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Fighting Antimicrobial Resistance: Save Lives, Use Antibiotics Prudently

19/11/2016

Antimicrobial Resistance (AMR) is a global threat to public and animal health, which impacts agriculture, food security and environmental security. Antimicrobial resistance is characterised by the emergence of bacteria that are resistant to antibiotic treatment - or commonly known as "superbugs", resulting in prolonged illness as infections become more difficult to cure, or even in death.


Global mortality related to antimicrobial resistance is recorded at 700,000 people per year, and is projected to reach 10 million people per year by 2050 – much higher than deaths caused by cancer.


"The imprudent and irrational use of antibiotics – in livestock, fisheries, agriculture and public health sectors contributes to the emergence of antimicrobial resistance. Antibiotics are indeed essential in treating animal diseases, but their misuse and overuse can lead to the occurrence of antimicrobial resistance,” said Drh. I Ketut Diarmita, MP, Director-General of Livestock and Animal Health Services, Ministry of Agriculture, during the “Seminar on the Roles of the Medical Professions in Antimicrobial Resistance Control”, held on 19 November at the Bogor Agricultural Institute (IPB). The seminar was held in conjunction with World Antibiotics Awareness Week, which is running from 14 to 20 November 2016.


Antimicrobial Resistance occurs when microorganisms such as bacteria, viruses, fungi and parasites change in ways that render the medications (such as antibiotic, antifungal, antiviral and antiparasitic) used to cure the infections they cause ineffective. In the case of livestock, for example, animals could develop drug-resistant bacteria –or superbugs in their gut. The superbug then reaches humans through food, the environment (water, soil, air), or by direct human-animal contact.


“The Ministry of Agriculture is on the alert against the threat of antimicrobial resistance. We are currently preparing for the establishment of the Antimicrobial Resistance Control Committee (KPRA) based at the Ministry of Agriculture, and finalising the National Action Plan and Road Map on AMR,” explains Diarmita.


Dr. James McGrane, Team Leader of the FAO Emergency Centre for Transboundary Animal Diseases (ECTAD) Indonesia, says that antimicrobial resistance is closely related to the health, medical treatment, food production system security and a safe environment for agro-ecology.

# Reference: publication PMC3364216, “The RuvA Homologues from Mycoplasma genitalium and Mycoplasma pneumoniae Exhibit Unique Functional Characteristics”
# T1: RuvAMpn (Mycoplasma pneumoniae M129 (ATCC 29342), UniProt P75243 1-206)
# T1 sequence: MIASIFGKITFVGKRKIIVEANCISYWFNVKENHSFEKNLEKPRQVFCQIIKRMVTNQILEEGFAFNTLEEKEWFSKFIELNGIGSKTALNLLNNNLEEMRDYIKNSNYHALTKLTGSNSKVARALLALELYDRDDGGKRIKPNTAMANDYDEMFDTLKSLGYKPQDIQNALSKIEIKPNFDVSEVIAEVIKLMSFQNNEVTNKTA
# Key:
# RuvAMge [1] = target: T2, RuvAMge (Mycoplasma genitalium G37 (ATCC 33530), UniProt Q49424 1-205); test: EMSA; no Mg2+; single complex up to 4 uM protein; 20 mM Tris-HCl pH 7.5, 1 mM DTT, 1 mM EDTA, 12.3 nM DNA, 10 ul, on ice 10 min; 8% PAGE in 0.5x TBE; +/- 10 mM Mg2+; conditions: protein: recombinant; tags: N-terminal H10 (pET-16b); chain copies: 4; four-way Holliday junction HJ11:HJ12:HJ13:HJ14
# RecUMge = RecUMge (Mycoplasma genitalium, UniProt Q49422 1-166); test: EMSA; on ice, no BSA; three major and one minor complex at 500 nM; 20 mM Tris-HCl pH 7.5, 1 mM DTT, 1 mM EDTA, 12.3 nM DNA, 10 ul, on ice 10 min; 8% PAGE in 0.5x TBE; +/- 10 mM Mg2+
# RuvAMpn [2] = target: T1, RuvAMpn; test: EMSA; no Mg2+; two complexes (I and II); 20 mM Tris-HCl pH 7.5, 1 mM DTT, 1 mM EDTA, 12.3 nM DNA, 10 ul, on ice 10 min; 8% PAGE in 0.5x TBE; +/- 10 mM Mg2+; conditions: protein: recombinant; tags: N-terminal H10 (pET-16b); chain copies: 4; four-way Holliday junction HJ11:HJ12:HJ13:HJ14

“In today’s global health perspective, antimicrobial resistance is not seen as an individual problem, but is associated with various sectors: public health, animal health – which includes fisheries and aquaculture, food chain and the environment. For this reason, the "One Health" approach is needed to address antimicrobial resistance, due to its complexity” says McGrane.

 

The National Board of The Indonesian Veterinary Medicine Association (PB PDHI) urges the veterinary professional community to use antibiotics in animals in a prudent way for the welfare of humans.


"Antibiotics must be used according to medical requirement for the patient’s recovery and long term health. As quoted from the veterinarian’s oath that we will provide protections for animals for the welfare of humans. Because of this, the medical efforts being performed must not only heal the animals while ignoring the health of humans who consume the animal products and/or ignore the risk of disease agent resistance. PB PDHI urges the government to formulate strict regulations about the usage and monitoring of antibiotics. Together, we will improve human welfare by using antibiotics in animals prudently,” said Dr. Drh. Heru Setijanto, PAVet(K), Chairman of PB PDHI.


Prof. drh. Srihadi Agungpriyono, Ph.D, PAVet (K), Dean of the Faculty of Veterinary Medicine of the Bogor Agriculture Institute (FKH IPB) stated that the role of the veterinary medicine education is essential in providing knowledge and skill for future veterinarians and veterinarians regarding the prudent usage of antibiotics.


"Microbial resistance to antibiotic is a global threat for human and animal health in the present and the future. Veterinarians must have an active role in controlling and handling antibiotic resistance issues. Because of this, veterinarians must be provided with knowledge and skills about handling and medication of infectious diseases in animals, good knowledge about medicine and antibiotics, animal health management and a system to prevent medicine and antibiotic residues in animal-based food product. FKH IPB is committed to hold trainings, researches and public researches related to the smart, prudent and responsible use of medicine and antibiotic.


World Antibiotics Awareness Week (WAAW) is an agenda organised annually to raise global awareness of antimicrobial resistance. The WAAW aims at encouraging the prudent and responsible use of antibiotics. In this regard, the Government of Indonesia is committed to support the global plan to slow down and reduce the speed at which antimicrobial resistance develops, through active participation in the Global Health Security Agenda (GHSA), where AMR control is one of the main action packages.